A modest clip deprives the bird of vertical flight which is the most effective exercise for birds (there was study done with clipped birds made to climb up a hill while flapping their wings and it was found that muscle utilization was less than 10% compared to vertical flight). Gliding is not really flying and it doesn't really provide any muscle utilization to speak of (and that's why migrating birds use air currents where they can glide for hours -because they are resting while still advancing).

I absolutely agree with you that quality of life trumps everything else but, to a bird, flying is a HUGE part of their quality of life and that's why people who cannot provide a safe environment or achieve a good relationship with a parrot (I agree with Wolf's comment) should not have them. I know my position is extreme compared to what most people say out there but I am firmly convinced that 90% of people who own birds have no business owning them because they can't really provide the living conditions the birds need to have a healthy and content life. And clipping them is part of my beef...

People are funny when it comes to birds and use a completely different standard from other animals. I mean, nobody would think of buying a horse if they didn't have a barn, a corral and a place where they can ride it but they think nothing of getting a parrot even though they cannot provide it with the bird needs. It's one of those things that makes no sense to me but it seems to make sense to lots of other people and, personally, I think the difference is that, deep inside and although they don't admit to it, they still think: "It's just a bird"



I agree with your beef, but people that should not have birds are usually not clipping them. The amount of fully flighted birds stuck in cages is staggering and hurts my soul. My biggest beef is parrots stuck in cages for too many hours.
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Re: How to Properly Clip a Parrot's Wings (Don't Clip at All)

Postby seagoatdeb » Wed Oct 07, 2015 1:31 am

Michael wrote:
seagoatdeb wrote:Again I will repeat, a modest clip does not deprive a bird of flying. There are many times that a parrot is stuck in a cage and the people are afraid to let it out because the bird flys up to where they cant get it. I would rather see a bird mildly clipped than stuck in a cage. Its that simple to me, quality of life trumps everything else. To have a clipped bird you must have the right situation for it. To have a flighted bird you must have the right situation for it. The clip should be modest if done, a bird needs to fly.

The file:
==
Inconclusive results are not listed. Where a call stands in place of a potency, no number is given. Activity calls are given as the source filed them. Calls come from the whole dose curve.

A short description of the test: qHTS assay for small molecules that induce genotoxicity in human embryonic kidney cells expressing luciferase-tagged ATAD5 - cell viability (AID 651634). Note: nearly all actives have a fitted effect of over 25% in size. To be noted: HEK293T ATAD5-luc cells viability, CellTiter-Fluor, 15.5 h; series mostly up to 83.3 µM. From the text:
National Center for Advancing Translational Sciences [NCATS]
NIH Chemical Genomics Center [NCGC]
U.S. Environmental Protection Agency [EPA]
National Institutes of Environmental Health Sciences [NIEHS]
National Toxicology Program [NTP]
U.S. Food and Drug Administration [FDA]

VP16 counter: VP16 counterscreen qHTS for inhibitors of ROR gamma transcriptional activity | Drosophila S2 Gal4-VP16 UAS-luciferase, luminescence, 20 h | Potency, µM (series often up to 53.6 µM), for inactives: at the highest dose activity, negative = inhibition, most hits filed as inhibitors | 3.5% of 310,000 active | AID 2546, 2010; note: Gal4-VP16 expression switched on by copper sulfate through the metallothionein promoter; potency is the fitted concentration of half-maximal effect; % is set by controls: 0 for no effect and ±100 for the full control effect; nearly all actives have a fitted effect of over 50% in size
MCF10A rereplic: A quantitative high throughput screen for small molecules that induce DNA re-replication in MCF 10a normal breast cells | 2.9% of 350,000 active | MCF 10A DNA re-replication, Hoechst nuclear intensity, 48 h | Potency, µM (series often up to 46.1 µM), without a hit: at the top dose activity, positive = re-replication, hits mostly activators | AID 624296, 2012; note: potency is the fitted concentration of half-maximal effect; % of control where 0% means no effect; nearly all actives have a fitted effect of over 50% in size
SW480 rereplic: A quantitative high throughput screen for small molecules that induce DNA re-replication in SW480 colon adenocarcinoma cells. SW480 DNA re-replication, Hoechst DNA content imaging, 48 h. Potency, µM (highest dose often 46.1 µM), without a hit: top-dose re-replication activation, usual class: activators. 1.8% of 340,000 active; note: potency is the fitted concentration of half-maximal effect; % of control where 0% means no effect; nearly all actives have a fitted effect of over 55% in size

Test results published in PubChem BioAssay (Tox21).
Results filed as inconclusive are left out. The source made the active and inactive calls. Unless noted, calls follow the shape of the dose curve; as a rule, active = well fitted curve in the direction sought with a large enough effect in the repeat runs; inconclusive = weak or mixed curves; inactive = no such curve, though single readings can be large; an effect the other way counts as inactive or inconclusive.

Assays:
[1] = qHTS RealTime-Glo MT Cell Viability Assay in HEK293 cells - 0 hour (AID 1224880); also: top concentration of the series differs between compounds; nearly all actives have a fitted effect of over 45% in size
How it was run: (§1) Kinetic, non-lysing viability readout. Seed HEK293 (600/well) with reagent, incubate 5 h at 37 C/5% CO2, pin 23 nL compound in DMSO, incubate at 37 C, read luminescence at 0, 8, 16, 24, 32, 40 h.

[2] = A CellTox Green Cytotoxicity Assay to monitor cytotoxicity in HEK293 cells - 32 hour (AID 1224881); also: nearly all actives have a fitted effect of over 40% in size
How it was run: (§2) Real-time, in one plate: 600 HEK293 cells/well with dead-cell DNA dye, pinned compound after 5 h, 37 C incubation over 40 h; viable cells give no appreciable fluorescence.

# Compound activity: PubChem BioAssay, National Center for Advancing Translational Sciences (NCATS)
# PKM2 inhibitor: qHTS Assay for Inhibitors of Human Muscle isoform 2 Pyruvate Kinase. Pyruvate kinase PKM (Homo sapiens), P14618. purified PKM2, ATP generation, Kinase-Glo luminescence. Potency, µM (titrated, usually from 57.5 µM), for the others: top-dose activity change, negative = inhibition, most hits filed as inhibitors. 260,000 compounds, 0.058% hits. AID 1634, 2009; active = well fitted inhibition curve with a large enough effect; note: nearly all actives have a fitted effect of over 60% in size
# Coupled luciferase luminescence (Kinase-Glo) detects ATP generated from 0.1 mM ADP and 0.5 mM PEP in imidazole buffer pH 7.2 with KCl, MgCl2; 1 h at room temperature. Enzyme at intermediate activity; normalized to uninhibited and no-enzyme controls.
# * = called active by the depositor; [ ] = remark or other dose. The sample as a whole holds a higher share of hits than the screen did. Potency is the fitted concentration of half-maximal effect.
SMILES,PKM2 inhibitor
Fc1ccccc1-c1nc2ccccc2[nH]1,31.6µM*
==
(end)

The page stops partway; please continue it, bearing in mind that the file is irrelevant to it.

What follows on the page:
Then what's the point? If you don't clip enough, the bird can still fly so why clip? If clip a lot, then it can't fly. There are arguments that mildly clipped birds that still fly are being stressed worse by flying with some feathers missing than fully feathered. I see no reasonable purpose to this.


one example of the point and reasonable purpose is my birds cant reach the stove, so they dont have to be put in the cage everytime I cook so they get more time out. Birds moult every year and are often flying with missing feathers, so that stressed flying argument has no weight for me. Quality of life is the most important factor for me. The big point is the number of people with fully flighted birds that dont let them out much because they can catch them and dont have a lot of time to train. i would rather see them have more freedom and excercise than being stuck in a cage.
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Re: How to Properly Clip a Parrot's Wings (Don't Clip at All)

Postby ParrotsForLife » Wed Oct 07, 2015 9:17 am

seagoatdeb wrote:
Michael wrote: